Question & Answer With Rabbi Lazer Brody - Dealing With Unpleasant Memories
A Simple Jew asks:
Sometimes a person's thoughts flash a memory from a person's past of something that is unpleasant. This same image may return again to the person's mind before one is able to chase it off at a later date as well.
While it appears that the Baal Shem Tov, Toldos Yaakov Yosef, and Degel Machaneh Ephraim taught that the common man could uplift these thoughts to their roots, others such as the Baal HaTanya advised that uplifting these thoughts was solely a task for tzaddikim.
In our generation should we try to get to the root these thoughts that remind of a something we might not be proud of or ashamed of that we did when we were children, or are they simply coming from yetzer hara and trying to depress us and keep us from our avodas Hashem? In others words, what is the advice we should follow, the advice of the Baal Shem Tov, Toldos Yaakov Yosef, and Degel Machaneh Ephraim, or that of the Baal HaTanya?
Rabbi Lazer Brody answers:
Rav Yisroel Lugasi shlit'a writes in his very important guide book for this generation's faith seekers, "Dor Tmuros", that a Baal Tshuva should not be downhearted and disappointed when suddenly visited with an image of the past of something that he or she is less than proud of. Indeed, their embarrassment at the strange thought in the middle of davening is a wonderful soul correction that brings Hashem great gratification. How? A few years ago, they enjoyed eating the forbidden fruit of a transgression. Now, they are ashamed and embarrassed - this is a superb form of Tshuva.
Rebbe Nosson of Breslev writes that thoughts are like a unruly horse; a good wagoneer has to grab the horse firmly by the reins, and lead him in the right direction. Not only thought, but the brain can only hold one thought at a time. Yet, it's senseless to fight the Yetzer straight on. Rav Shalom Arush shlit'a teaches not to struggle with the nasty thought, just simply focus on a good thought, such as Hashem's name, and the bad thought withers.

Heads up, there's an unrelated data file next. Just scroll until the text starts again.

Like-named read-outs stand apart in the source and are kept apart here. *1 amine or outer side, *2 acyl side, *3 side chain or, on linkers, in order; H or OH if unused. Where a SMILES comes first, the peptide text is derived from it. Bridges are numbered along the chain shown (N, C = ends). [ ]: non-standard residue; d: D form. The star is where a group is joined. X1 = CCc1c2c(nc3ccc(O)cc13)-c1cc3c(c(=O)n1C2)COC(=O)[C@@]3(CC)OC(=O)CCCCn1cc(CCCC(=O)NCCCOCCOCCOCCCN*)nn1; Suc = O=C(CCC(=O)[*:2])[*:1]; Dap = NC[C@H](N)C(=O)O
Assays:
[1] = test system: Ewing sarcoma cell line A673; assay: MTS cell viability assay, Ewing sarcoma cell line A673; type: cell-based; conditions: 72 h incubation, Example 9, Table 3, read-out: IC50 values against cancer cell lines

The Melitzer Rebbe shlit'a, great grandson of the Degel - teaches that this generation can sweeten a thought at its source by simple faith and intent in prayer. When a person tries to daven with "kavannos" above his or her madrega, they are inviting trouble and stiff resistance. Therefore, the best way to pray is with simple faith, trying the best we can to understand what we say, for in this generation simple faith accomplishes what the lofty deeds of the tzaddikim accomplished in former generations. If the wild horse of negative thoughts gets out of line, just pull the reins back to kedusha with a good thought.
In closing, let me add that all our thoughts come from Hashem, so don't lose heart because of a silly bad thought. Refocus on kedusha, and continue whatever you're doing with joy.